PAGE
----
After years of pressure, prison service to usher in needle exchange programs
OTTAWA — The federal prison service plans to introduce needle exchange programs in a bid to reduce the incidence of infectious diseases among inmates.
The move, which comes after years of pressure from prisoners and health advocates, was quickly denounced by the union representing prison guards.
The Correctional Service says programs will be unfurled in June at Atlantic Institution in New Brunswick and Grand Valley Institution for Women in Ontario. The lessons learned will be applied to a full national roll-out in January.
The initiative will give federal inmates access to clean needles in an effort to limit the transmission of infectious diseases, such as hepatitis C and HIV, the prison service said in its announcement.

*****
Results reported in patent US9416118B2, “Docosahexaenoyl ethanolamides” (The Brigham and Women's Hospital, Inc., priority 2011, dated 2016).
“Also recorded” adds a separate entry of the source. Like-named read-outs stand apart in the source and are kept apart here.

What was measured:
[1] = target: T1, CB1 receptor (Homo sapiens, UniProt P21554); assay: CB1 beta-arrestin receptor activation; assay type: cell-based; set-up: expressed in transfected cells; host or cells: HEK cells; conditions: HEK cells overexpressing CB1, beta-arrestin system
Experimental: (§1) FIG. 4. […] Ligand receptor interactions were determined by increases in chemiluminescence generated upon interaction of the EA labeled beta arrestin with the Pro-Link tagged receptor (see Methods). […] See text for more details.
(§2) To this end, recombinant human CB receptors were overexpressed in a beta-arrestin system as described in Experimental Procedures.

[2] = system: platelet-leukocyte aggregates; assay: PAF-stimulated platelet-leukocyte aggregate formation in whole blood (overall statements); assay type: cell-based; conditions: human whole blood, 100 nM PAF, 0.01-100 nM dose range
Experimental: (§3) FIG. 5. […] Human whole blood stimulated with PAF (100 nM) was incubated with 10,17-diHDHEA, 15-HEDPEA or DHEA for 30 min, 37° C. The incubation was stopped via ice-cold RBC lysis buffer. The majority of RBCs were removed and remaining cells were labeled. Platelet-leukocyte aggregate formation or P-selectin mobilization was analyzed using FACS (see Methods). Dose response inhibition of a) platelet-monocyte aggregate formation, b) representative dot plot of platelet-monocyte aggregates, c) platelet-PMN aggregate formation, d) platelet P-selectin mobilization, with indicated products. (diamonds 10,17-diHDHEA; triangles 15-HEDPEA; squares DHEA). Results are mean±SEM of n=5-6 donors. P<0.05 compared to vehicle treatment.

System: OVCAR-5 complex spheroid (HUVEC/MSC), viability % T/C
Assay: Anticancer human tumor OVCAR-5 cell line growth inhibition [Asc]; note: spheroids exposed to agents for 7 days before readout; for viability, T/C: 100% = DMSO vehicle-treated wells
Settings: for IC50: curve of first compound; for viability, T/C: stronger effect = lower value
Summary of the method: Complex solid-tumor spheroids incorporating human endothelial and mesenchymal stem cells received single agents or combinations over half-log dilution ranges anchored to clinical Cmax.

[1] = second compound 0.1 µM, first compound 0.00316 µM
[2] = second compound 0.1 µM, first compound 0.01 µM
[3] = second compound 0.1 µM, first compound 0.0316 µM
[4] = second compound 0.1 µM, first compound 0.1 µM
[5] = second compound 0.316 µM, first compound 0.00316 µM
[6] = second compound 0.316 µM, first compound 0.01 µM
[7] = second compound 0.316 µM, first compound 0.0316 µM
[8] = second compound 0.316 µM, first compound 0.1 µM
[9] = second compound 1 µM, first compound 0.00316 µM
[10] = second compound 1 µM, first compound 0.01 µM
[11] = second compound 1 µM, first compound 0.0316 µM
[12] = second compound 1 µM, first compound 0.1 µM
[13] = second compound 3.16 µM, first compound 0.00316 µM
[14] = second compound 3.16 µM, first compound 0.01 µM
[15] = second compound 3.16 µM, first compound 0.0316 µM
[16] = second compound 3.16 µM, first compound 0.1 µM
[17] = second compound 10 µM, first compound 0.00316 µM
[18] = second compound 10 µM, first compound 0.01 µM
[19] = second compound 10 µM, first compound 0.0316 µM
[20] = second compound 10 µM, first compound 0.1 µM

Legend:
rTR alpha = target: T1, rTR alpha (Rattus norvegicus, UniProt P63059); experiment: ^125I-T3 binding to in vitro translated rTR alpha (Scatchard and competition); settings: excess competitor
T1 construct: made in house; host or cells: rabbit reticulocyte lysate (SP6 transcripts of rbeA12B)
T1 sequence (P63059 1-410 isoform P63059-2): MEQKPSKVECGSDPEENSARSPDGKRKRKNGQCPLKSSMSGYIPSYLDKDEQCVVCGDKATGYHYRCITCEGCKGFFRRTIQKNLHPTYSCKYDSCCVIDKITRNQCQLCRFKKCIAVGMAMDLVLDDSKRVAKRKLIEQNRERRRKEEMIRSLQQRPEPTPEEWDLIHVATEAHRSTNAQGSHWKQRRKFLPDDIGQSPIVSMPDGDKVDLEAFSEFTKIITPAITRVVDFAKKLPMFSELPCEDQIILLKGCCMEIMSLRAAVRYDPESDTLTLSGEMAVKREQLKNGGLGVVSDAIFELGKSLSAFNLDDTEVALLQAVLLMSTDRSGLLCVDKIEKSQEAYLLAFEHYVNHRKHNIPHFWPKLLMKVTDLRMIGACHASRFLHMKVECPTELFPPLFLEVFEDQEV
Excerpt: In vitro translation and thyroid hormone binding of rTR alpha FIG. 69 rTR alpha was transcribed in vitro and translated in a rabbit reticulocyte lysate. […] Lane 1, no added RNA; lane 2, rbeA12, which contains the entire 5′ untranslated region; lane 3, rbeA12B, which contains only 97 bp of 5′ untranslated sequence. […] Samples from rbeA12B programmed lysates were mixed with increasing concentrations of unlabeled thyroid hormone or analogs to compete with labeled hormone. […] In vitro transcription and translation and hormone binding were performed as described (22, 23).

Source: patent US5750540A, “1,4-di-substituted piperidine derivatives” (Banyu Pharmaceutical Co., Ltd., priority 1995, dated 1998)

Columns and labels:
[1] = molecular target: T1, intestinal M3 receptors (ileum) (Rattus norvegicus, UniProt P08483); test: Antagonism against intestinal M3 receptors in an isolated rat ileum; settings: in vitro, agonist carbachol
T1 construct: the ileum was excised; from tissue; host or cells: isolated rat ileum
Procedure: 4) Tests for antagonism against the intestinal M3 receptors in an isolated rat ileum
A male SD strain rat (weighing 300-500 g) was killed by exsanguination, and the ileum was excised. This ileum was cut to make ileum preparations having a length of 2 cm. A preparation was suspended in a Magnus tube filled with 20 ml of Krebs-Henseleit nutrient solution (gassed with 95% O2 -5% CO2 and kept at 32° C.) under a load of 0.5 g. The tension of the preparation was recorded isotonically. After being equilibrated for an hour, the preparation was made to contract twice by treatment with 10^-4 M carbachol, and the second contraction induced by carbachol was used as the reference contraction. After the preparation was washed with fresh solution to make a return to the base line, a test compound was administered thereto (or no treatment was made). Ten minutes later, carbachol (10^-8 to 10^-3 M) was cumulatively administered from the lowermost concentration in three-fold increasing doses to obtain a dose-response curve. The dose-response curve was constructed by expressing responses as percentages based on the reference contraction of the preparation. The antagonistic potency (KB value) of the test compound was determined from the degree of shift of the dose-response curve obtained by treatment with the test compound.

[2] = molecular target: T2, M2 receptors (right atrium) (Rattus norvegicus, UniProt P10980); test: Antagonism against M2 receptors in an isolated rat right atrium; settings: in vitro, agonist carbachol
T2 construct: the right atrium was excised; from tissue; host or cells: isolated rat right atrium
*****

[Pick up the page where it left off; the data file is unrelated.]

Costs of the program will come from existing budgets.
From 2007 to 2017, the prevalence of hepatitis C in prison declined to 7.8 per cent from 31.6 per cent, while HIV dropped to 1.2 per cent from just over two per cent, according to federal statistics.
However, these infections are still far more widespread behind bars than among the general public.
The approach to prevent and control blood-borne and sexually transmitted infections includes screening, testing, education, substance-abuse programs and treatment.
A 2017 Correctional Service memo, obtained by The Canadian Press under the Access to Information Act, advised Public Safety Minister Ralph Goodale that the idea of a needle program warranted consideration.
It said a program to provide clean drug-injection needles to prisoners could reduce the spread of hepatitis C by 18 per cent a year.